If we take our cue from Professor Haidt and his fellows, we might want to develop a concept of patriotism that would draw on all six of the principal moral foundations.  We would need a standard of care that imposes a special obligation to look after one’s countrymen, without denying that others may also have a claim on our kindly ministrations.

As for fairness and cheating, something of that concern enters into our distinction between taking pride in something and taking credit for it.  It would be cheating to take credit for something another person did, but would also be cheating to refuse to take pride in what that person did if they were connected to us in a way that would entitle them to hope that they would make us proud.  A citizen who refuses to take pride in a countryman who discovers a great scientific truth or creates a magnificent work of art or wins a major athletic contest or conducts herself bravely in combat is cheating that countryman, just as a parent who refuses to take pride in a child’s achievements is cheating that child.  Fairness, indeed, demands that we take pride in the great deeds of our countrymen.

Inasmuch as the opposition of Liberty vs Oppression is obviously political, in a world of nation-states efforts to cultivate Liberty as a virtue must be obviously patriotic as well.  Liberty is always liberty as expressed in a given country, by its people, within its customs, under its laws; oppression is always oppression of a given people, in violation of their customs, in contempt of the restraints that law places on the exercise of power.  So liberty is a patriotic virtue.  When Nathan Hale resisted the British in defense of the liberties of Connecticut, he saw himself as his fellow rebels saw him, as a patriot.  Whether or not Hale actually died with the words “I regret that I have but one life to give for my country” on his lips, he certainly does symbolize a conception of patriotism that is very much alive to the opposition Liberty vs Oppression.  Likewise with an organization such as Veterans for Peace, with its slogan “Peace is Patriotic.”  Their focus is consistently on the ways in which militarism and the war economy erode the freedoms for which Americans have long hoped their country would be known.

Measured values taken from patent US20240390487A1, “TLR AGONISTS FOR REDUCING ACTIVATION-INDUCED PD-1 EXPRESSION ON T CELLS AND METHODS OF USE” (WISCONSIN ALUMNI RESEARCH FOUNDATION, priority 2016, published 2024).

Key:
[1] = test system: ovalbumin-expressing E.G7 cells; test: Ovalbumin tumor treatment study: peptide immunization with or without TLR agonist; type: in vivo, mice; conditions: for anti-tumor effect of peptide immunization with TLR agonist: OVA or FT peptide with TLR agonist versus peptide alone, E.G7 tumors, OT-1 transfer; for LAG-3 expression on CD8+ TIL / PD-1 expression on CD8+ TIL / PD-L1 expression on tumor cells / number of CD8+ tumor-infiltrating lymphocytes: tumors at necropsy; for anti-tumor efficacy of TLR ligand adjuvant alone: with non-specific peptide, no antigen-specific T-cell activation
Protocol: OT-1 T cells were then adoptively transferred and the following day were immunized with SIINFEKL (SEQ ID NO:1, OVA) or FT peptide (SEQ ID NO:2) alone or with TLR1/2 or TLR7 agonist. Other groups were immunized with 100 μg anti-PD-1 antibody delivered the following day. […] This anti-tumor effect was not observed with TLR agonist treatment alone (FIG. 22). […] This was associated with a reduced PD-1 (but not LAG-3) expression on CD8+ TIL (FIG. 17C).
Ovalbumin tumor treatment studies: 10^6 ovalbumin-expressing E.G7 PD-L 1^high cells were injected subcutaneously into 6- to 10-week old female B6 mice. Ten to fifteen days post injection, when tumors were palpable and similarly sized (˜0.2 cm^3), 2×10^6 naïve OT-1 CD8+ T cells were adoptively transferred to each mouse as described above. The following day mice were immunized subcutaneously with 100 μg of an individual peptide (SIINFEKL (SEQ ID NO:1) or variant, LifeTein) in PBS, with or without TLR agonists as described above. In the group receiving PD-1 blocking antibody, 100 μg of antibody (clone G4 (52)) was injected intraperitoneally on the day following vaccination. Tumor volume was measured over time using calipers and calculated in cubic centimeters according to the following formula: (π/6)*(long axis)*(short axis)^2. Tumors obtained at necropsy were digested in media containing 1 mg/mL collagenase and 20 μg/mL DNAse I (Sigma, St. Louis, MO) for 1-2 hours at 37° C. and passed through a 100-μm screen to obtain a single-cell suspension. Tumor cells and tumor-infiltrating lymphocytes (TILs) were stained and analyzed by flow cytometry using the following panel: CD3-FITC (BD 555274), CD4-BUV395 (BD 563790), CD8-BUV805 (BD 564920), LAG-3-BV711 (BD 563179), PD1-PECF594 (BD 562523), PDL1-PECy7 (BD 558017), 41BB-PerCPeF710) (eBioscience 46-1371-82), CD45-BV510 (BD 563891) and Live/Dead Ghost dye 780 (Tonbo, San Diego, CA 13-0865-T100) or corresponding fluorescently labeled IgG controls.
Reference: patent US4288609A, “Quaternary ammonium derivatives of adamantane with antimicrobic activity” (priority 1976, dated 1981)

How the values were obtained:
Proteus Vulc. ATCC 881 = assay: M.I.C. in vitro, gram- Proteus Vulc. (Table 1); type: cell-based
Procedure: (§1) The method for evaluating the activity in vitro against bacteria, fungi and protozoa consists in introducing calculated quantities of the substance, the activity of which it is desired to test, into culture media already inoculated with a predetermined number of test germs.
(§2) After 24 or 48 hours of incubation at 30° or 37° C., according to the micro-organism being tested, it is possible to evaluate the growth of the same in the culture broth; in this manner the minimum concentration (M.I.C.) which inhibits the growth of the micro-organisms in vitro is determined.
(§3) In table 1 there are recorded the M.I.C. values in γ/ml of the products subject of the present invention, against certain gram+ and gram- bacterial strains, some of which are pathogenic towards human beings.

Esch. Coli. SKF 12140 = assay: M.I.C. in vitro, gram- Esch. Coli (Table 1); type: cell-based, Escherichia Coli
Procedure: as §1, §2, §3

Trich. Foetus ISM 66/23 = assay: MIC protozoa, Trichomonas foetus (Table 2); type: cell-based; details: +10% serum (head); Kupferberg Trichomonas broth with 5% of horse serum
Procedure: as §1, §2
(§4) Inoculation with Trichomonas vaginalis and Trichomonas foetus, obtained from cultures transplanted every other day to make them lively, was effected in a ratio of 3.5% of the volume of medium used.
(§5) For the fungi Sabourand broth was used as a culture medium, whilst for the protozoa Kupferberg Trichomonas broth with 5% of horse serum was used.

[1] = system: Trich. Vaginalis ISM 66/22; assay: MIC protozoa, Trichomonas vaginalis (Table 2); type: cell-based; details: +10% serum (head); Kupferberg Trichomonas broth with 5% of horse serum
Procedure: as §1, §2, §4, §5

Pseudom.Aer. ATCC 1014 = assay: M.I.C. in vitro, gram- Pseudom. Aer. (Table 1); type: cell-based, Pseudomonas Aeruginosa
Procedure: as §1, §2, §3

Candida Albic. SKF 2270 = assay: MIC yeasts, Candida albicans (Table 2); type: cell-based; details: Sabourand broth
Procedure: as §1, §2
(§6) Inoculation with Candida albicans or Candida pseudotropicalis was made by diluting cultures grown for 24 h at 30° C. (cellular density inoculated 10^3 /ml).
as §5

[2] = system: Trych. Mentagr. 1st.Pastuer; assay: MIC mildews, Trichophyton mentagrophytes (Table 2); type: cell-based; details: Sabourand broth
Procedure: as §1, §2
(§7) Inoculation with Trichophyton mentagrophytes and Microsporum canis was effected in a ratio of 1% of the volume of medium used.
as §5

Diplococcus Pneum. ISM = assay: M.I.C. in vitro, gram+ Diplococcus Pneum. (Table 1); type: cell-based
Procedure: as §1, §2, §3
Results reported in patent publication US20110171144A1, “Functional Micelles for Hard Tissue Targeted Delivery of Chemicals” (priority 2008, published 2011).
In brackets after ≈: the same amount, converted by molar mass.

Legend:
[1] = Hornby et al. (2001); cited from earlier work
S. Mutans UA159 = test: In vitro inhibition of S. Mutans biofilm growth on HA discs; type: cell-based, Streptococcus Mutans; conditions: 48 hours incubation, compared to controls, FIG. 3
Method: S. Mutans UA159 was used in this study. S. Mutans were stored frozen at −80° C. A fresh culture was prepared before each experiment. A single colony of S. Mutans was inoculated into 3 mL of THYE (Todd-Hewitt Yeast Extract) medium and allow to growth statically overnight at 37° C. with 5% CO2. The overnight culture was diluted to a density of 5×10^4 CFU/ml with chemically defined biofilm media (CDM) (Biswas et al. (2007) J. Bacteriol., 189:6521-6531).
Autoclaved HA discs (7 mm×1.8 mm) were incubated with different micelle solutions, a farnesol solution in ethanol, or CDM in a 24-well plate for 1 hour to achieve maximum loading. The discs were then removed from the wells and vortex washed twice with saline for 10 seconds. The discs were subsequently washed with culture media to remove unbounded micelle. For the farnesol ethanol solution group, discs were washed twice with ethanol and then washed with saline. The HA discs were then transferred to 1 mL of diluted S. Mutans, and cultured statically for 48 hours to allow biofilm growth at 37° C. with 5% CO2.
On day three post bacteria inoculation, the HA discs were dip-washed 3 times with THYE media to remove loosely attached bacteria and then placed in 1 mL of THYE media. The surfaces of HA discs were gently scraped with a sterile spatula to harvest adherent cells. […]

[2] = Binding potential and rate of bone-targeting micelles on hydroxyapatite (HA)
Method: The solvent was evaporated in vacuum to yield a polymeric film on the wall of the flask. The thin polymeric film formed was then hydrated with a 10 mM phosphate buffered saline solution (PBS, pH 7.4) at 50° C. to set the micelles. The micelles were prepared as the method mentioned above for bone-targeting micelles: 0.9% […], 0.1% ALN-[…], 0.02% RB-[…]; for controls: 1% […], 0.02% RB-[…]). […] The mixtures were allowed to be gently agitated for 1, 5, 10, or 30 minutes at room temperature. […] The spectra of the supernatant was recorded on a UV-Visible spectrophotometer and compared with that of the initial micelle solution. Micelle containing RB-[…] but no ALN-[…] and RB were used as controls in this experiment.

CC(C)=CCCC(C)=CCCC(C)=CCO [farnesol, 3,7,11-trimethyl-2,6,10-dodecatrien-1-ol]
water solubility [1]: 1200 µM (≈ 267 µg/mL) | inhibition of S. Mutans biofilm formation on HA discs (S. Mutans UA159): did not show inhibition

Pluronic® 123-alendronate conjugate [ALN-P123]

When you get to Loyalty vs Betrayal, patriotism starts to have its unpleasant associations.  There’s a very long and extremely familiar history of irresponsible ruling elites branding all opposition to themselves as betrayal of the country, and using that smear to justify oppression.  I do think that remarks like Bill Hicks’ “I hate patriotism!” and similar statements from the political Left are counterproductive in that they make it difficult for others to trust that anyone on the Left will appreciate the value of Loyalty, and that in that distrust they tend to be dissatisfied with any but the crudest conceptions of loyalty.